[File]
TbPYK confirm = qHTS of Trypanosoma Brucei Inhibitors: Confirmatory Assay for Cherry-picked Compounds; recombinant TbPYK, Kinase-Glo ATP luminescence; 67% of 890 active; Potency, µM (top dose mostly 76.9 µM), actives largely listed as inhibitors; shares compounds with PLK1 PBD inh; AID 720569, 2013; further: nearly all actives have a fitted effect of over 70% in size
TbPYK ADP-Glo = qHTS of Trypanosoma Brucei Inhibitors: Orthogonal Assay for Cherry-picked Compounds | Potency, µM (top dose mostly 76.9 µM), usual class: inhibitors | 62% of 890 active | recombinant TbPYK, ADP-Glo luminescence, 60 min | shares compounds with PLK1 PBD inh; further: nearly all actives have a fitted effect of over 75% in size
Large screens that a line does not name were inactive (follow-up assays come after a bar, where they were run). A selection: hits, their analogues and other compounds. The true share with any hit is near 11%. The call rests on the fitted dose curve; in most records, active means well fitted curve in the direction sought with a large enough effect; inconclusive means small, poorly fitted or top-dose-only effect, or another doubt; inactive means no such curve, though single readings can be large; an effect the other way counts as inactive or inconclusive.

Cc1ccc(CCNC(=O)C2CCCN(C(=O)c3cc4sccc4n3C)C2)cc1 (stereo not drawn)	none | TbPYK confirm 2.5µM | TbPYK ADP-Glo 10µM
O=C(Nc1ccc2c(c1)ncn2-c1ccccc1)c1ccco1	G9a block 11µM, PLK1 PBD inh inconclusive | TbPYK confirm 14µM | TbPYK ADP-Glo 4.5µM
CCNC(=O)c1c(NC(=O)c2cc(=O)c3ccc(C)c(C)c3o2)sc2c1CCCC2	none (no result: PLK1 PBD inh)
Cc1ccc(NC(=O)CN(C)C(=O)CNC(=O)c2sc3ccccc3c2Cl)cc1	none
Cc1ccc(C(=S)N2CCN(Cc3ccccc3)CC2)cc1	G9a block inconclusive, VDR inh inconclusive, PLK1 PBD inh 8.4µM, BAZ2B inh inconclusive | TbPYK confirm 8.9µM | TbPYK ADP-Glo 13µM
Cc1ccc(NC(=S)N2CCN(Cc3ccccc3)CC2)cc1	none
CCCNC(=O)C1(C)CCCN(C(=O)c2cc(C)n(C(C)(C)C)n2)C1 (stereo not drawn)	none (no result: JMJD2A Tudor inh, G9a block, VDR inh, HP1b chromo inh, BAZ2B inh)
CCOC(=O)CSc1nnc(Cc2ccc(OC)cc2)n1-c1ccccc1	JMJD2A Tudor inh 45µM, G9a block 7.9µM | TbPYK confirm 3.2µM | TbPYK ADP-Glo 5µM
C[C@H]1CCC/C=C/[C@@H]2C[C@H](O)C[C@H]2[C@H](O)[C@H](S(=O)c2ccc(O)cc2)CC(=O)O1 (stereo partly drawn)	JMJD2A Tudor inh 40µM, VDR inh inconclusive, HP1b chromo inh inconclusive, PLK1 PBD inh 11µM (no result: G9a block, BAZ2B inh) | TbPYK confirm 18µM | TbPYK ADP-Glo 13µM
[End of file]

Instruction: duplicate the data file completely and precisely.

TbPYK confirm = qHTS of Trypanosoma Brucei Inhibitors: Confirmatory Assay for Cherry-picked Compounds; recombinant TbPYK, Kinase-Glo ATP luminescence; 67% of 890 active; Potency, µM (top dose mostly 76.9 µM), actives largely listed as inhibitors; shares compounds with PLK1 PBD inh; AID 720569, 2013; further: nearly all actives have a fitted effect of over 70% in size
TbPYK ADP-Glo = qHTS of Trypanosoma Brucei Inhibitors: Orthogonal Assay for Cherry-picked Compounds | Potency, µM (top dose mostly 76.9 µM), usual class: inhibitors | 62% of 890 active | recombinant TbPYK, ADP-Glo luminescence, 60 min | shares compounds with PLK1 PBD inh; further: nearly all actives have a fitted effect of over 75% in size
Large screens that a line does not name were inactive (follow-up assays come after a bar, where they were run). A selection: hits, their analogues and other compounds. The true share with any hit is near 11%. The call rests on the fitted dose curve; in most records, active means well fitted curve in the direction sought with a large enough effect; inconclusive means small, poorly fitted or top-dose-only effect, or another doubt; inactive means no such curve, though single readings can be large; an effect the other way counts as inactive or inconclusive.

Cc1ccc(CCNC(=O)C2CCCN(C(=O)c3cc4sccc4n3C)C2)cc1 (stereo not drawn)	none | TbPYK confirm 2.5µM | TbPYK ADP-Glo 10µM
O=C(Nc1ccc2c(c1)ncn2-c1ccccc1)c1ccco1	G9a block 11µM, PLK1 PBD inh inconclusive | TbPYK confirm 14µM | TbPYK ADP-Glo 4.5µM
CCNC(=O)c1c(NC(=O)c2cc(=O)c3ccc(C)c(C)c3o2)sc2c1CCCC2	none (no result: PLK1 PBD inh)
Cc1ccc(NC(=O)CN(C)C(=O)CNC(=O)c2sc3ccccc3c2Cl)cc1	none
Cc1ccc(C(=S)N2CCN(Cc3ccccc3)CC2)cc1	G9a block inconclusive, VDR inh inconclusive, PLK1 PBD inh 8.4µM, BAZ2B inh inconclusive | TbPYK confirm 8.9µM | TbPYK ADP-Glo 13µM
Cc1ccc(NC(=S)N2CCN(Cc3ccccc3)CC2)cc1	none
CCCNC(=O)C1(C)CCCN(C(=O)c2cc(C)n(C(C)(C)C)n2)C1 (stereo not drawn)	none (no result: JMJD2A Tudor inh, G9a block, VDR inh, HP1b chromo inh, BAZ2B inh)
CCOC(=O)CSc1nnc(Cc2ccc(OC)cc2)n1-c1ccccc1	JMJD2A Tudor inh 45µM, G9a block 7.9µM | TbPYK confirm 3.2µM | TbPYK ADP-Glo 5µM
C[C@H]1CCC/C=C/[C@@H]2C[C@H](O)C[C@H]2[C@H](O)[C@H](S(=O)c2ccc(O)cc2)CC(=O)O1 (stereo partly drawn)	JMJD2A Tudor inh 40µM, VDR inh inconclusive, HP1b chromo inh inconclusive, PLK1 PBD inh 11µM (no result: G9a block, BAZ2B inh) | TbPYK confirm 18µM | TbPYK ADP-Glo 13µM